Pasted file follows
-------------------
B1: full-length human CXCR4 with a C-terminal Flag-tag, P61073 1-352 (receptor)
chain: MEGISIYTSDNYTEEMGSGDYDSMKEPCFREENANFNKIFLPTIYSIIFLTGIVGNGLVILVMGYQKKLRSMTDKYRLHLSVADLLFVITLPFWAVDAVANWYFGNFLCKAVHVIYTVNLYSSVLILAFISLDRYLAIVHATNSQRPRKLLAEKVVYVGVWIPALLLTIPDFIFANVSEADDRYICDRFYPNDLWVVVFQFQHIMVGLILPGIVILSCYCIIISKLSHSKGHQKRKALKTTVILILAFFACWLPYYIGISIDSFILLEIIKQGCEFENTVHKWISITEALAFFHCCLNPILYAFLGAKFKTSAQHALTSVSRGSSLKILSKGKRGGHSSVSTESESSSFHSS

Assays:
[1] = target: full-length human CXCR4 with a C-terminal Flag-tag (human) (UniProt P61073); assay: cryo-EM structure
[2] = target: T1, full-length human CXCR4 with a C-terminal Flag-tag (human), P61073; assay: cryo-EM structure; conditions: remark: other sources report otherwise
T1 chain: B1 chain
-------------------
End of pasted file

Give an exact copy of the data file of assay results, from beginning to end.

B1: full-length human CXCR4 with a C-terminal Flag-tag, P61073 1-352 (receptor)
chain: MEGISIYTSDNYTEEMGSGDYDSMKEPCFREENANFNKIFLPTIYSIIFLTGIVGNGLVILVMGYQKKLRSMTDKYRLHLSVADLLFVITLPFWAVDAVANWYFGNFLCKAVHVIYTVNLYSSVLILAFISLDRYLAIVHATNSQRPRKLLAEKVVYVGVWIPALLLTIPDFIFANVSEADDRYICDRFYPNDLWVVVFQFQHIMVGLILPGIVILSCYCIIISKLSHSKGHQKRKALKTTVILILAFFACWLPYYIGISIDSFILLEIIKQGCEFENTVHKWISITEALAFFHCCLNPILYAFLGAKFKTSAQHALTSVSRGSSLKILSKGKRGGHSSVSTESESSSFHSS

Assays:
[1] = target: full-length human CXCR4 with a C-terminal Flag-tag (human) (UniProt P61073); assay: cryo-EM structure
[2] = target: T1, full-length human CXCR4 with a C-terminal Flag-tag (human), P61073; assay: cryo-EM structure; conditions: remark: other sources report otherwise
T1 chain: B1 chain